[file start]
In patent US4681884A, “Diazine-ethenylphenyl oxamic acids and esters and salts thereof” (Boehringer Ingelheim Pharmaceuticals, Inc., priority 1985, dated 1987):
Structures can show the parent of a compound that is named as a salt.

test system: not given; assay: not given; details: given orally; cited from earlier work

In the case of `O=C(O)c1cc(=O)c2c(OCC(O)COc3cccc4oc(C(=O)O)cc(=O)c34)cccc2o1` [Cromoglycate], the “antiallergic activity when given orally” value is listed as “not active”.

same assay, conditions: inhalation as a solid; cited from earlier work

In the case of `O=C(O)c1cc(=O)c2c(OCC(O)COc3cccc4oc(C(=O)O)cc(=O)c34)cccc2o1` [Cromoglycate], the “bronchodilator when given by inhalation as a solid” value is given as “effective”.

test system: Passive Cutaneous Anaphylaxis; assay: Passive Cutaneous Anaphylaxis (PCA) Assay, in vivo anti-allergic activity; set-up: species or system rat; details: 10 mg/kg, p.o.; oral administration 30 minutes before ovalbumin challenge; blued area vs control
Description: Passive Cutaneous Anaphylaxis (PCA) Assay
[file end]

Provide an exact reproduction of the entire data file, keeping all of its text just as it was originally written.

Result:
In patent US4681884A, “Diazine-ethenylphenyl oxamic acids and esters and salts thereof” (Boehringer Ingelheim Pharmaceuticals, Inc., priority 1985, dated 1987):
Structures can show the parent of a compound that is named as a salt.

test system: not given; assay: not given; details: given orally; cited from earlier work

In the case of `O=C(O)c1cc(=O)c2c(OCC(O)COc3cccc4oc(C(=O)O)cc(=O)c34)cccc2o1` [Cromoglycate], the “antiallergic activity when given orally” value is listed as “not active”.

same assay, conditions: inhalation as a solid; cited from earlier work

In the case of `O=C(O)c1cc(=O)c2c(OCC(O)COc3cccc4oc(C(=O)O)cc(=O)c34)cccc2o1` [Cromoglycate], the “bronchodilator when given by inhalation as a solid” value is given as “effective”.

test system: Passive Cutaneous Anaphylaxis; assay: Passive Cutaneous Anaphylaxis (PCA) Assay, in vivo anti-allergic activity; set-up: species or system rat; details: 10 mg/kg, p.o.; oral administration 30 minutes before ovalbumin challenge; blued area vs control
Description: Passive Cutaneous Anaphylaxis (PCA) Assay